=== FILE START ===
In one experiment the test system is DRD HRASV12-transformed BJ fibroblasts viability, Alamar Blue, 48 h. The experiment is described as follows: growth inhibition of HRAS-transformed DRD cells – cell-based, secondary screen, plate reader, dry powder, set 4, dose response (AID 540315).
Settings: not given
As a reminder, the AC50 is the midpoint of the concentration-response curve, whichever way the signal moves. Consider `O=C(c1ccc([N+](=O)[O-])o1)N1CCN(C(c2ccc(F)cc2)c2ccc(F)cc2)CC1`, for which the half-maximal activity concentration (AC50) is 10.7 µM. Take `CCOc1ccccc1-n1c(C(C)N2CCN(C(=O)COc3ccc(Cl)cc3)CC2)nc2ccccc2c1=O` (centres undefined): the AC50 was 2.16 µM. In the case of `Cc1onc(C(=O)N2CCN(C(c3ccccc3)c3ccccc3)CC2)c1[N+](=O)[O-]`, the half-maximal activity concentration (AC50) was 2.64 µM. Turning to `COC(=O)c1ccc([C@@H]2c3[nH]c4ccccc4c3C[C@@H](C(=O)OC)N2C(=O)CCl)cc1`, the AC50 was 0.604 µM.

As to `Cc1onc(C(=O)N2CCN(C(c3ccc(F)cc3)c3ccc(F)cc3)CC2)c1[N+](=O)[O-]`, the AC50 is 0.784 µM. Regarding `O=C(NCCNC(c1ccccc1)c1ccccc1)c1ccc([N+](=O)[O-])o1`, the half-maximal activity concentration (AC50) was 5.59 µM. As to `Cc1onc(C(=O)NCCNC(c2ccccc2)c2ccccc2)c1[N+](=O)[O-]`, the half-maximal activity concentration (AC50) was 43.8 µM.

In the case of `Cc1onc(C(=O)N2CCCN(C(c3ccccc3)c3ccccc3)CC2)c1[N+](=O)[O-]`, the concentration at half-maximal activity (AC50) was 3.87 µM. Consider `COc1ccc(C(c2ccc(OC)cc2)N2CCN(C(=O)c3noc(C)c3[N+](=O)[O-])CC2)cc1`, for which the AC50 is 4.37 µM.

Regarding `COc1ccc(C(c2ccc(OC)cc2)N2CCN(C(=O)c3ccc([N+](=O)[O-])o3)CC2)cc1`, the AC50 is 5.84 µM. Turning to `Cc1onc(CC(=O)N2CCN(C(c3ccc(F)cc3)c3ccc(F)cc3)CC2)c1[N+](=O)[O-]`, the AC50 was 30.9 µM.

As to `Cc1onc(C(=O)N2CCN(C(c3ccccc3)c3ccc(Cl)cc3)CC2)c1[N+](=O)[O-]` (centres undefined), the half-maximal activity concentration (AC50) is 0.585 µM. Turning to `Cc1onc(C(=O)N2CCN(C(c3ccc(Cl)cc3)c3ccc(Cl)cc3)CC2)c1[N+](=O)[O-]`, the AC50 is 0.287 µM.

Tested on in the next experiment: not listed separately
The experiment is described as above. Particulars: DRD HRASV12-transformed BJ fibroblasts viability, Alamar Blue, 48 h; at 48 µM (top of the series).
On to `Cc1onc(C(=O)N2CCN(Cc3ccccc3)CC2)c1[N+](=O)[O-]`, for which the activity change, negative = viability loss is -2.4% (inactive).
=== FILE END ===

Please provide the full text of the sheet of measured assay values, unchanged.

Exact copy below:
In one experiment the test system is DRD HRASV12-transformed BJ fibroblasts viability, Alamar Blue, 48 h. The experiment is described as follows: growth inhibition of HRAS-transformed DRD cells – cell-based, secondary screen, plate reader, dry powder, set 4, dose response (AID 540315).
Settings: not given
As a reminder, the AC50 is the midpoint of the concentration-response curve, whichever way the signal moves. Consider `O=C(c1ccc([N+](=O)[O-])o1)N1CCN(C(c2ccc(F)cc2)c2ccc(F)cc2)CC1`, for which the half-maximal activity concentration (AC50) is 10.7 µM. Take `CCOc1ccccc1-n1c(C(C)N2CCN(C(=O)COc3ccc(Cl)cc3)CC2)nc2ccccc2c1=O` (centres undefined): the AC50 was 2.16 µM. In the case of `Cc1onc(C(=O)N2CCN(C(c3ccccc3)c3ccccc3)CC2)c1[N+](=O)[O-]`, the half-maximal activity concentration (AC50) was 2.64 µM. Turning to `COC(=O)c1ccc([C@@H]2c3[nH]c4ccccc4c3C[C@@H](C(=O)OC)N2C(=O)CCl)cc1`, the AC50 was 0.604 µM.

As to `Cc1onc(C(=O)N2CCN(C(c3ccc(F)cc3)c3ccc(F)cc3)CC2)c1[N+](=O)[O-]`, the AC50 is 0.784 µM. Regarding `O=C(NCCNC(c1ccccc1)c1ccccc1)c1ccc([N+](=O)[O-])o1`, the half-maximal activity concentration (AC50) was 5.59 µM. As to `Cc1onc(C(=O)NCCNC(c2ccccc2)c2ccccc2)c1[N+](=O)[O-]`, the half-maximal activity concentration (AC50) was 43.8 µM.

In the case of `Cc1onc(C(=O)N2CCCN(C(c3ccccc3)c3ccccc3)CC2)c1[N+](=O)[O-]`, the concentration at half-maximal activity (AC50) was 3.87 µM. Consider `COc1ccc(C(c2ccc(OC)cc2)N2CCN(C(=O)c3noc(C)c3[N+](=O)[O-])CC2)cc1`, for which the AC50 is 4.37 µM.

Regarding `COc1ccc(C(c2ccc(OC)cc2)N2CCN(C(=O)c3ccc([N+](=O)[O-])o3)CC2)cc1`, the AC50 is 5.84 µM. Turning to `Cc1onc(CC(=O)N2CCN(C(c3ccc(F)cc3)c3ccc(F)cc3)CC2)c1[N+](=O)[O-]`, the AC50 was 30.9 µM.

As to `Cc1onc(C(=O)N2CCN(C(c3ccccc3)c3ccc(Cl)cc3)CC2)c1[N+](=O)[O-]` (centres undefined), the half-maximal activity concentration (AC50) is 0.585 µM. Turning to `Cc1onc(C(=O)N2CCN(C(c3ccc(Cl)cc3)c3ccc(Cl)cc3)CC2)c1[N+](=O)[O-]`, the AC50 is 0.287 µM.

Tested on in the next experiment: not listed separately
The experiment is described as above. Particulars: DRD HRASV12-transformed BJ fibroblasts viability, Alamar Blue, 48 h; at 48 µM (top of the series).
On to `Cc1onc(C(=O)N2CCN(Cc3ccccc3)CC2)c1[N+](=O)[O-]`, for which the activity change, negative = viability loss is -2.4% (inactive).